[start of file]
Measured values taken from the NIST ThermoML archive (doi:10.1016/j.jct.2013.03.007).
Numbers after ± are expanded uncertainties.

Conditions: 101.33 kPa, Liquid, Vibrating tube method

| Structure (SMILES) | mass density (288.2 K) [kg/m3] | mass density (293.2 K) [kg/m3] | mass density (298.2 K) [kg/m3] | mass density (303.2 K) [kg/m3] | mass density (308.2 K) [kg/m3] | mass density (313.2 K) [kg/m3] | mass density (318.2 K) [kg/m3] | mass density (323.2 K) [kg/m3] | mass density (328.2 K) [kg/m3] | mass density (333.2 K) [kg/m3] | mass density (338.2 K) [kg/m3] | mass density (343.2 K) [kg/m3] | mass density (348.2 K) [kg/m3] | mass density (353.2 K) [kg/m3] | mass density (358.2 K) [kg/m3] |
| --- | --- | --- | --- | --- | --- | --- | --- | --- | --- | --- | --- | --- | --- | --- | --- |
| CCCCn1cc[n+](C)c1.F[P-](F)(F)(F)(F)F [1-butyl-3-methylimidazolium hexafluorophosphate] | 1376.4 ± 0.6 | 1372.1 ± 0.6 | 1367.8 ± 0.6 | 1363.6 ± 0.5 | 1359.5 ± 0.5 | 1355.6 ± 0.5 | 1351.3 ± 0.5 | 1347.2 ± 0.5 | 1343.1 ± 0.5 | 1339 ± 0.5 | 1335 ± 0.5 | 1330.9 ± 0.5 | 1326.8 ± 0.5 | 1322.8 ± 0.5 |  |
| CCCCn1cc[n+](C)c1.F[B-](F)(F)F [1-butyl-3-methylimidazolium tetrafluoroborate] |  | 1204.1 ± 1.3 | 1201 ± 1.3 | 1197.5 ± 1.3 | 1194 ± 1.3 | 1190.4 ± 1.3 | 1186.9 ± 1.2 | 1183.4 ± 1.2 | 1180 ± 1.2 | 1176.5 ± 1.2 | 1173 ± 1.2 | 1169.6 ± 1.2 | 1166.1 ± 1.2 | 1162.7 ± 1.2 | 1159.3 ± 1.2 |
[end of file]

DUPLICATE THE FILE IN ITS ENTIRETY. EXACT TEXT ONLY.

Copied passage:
Measured values taken from the NIST ThermoML archive (doi:10.1016/j.jct.2013.03.007).
Numbers after ± are expanded uncertainties.

Conditions: 101.33 kPa, Liquid, Vibrating tube method

| Structure (SMILES) | mass density (288.2 K) [kg/m3] | mass density (293.2 K) [kg/m3] | mass density (298.2 K) [kg/m3] | mass density (303.2 K) [kg/m3] | mass density (308.2 K) [kg/m3] | mass density (313.2 K) [kg/m3] | mass density (318.2 K) [kg/m3] | mass density (323.2 K) [kg/m3] | mass density (328.2 K) [kg/m3] | mass density (333.2 K) [kg/m3] | mass density (338.2 K) [kg/m3] | mass density (343.2 K) [kg/m3] | mass density (348.2 K) [kg/m3] | mass density (353.2 K) [kg/m3] | mass density (358.2 K) [kg/m3] |
| --- | --- | --- | --- | --- | --- | --- | --- | --- | --- | --- | --- | --- | --- | --- | --- |
| CCCCn1cc[n+](C)c1.F[P-](F)(F)(F)(F)F [1-butyl-3-methylimidazolium hexafluorophosphate] | 1376.4 ± 0.6 | 1372.1 ± 0.6 | 1367.8 ± 0.6 | 1363.6 ± 0.5 | 1359.5 ± 0.5 | 1355.6 ± 0.5 | 1351.3 ± 0.5 | 1347.2 ± 0.5 | 1343.1 ± 0.5 | 1339 ± 0.5 | 1335 ± 0.5 | 1330.9 ± 0.5 | 1326.8 ± 0.5 | 1322.8 ± 0.5 |  |
| CCCCn1cc[n+](C)c1.F[B-](F)(F)F [1-butyl-3-methylimidazolium tetrafluoroborate] |  | 1204.1 ± 1.3 | 1201 ± 1.3 | 1197.5 ± 1.3 | 1194 ± 1.3 | 1190.4 ± 1.3 | 1186.9 ± 1.2 | 1183.4 ± 1.2 | 1180 ± 1.2 | 1176.5 ± 1.2 | 1173 ± 1.2 | 1169.6 ± 1.2 | 1166.1 ± 1.2 | 1162.7 ± 1.2 | 1159.3 ± 1.2 |